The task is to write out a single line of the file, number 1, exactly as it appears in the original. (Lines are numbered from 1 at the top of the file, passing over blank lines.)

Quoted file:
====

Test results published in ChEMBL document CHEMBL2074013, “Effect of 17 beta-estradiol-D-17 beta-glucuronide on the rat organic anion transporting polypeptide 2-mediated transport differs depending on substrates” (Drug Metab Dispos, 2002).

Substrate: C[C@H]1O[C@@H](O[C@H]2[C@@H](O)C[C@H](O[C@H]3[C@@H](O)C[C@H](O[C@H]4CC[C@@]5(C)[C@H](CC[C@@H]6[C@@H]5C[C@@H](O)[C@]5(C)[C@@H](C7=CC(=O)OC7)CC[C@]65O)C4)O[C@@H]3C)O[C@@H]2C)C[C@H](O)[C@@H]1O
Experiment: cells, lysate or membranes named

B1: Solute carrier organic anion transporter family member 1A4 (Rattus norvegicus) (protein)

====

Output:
Test results published in ChEMBL document CHEMBL2074013, “Effect of 17 beta-estradiol-D-17 beta-glucuronide on the rat organic anion transporting polypeptide 2-mediated transport differs depending on substrates” (Drug Metab Dispos, 2002).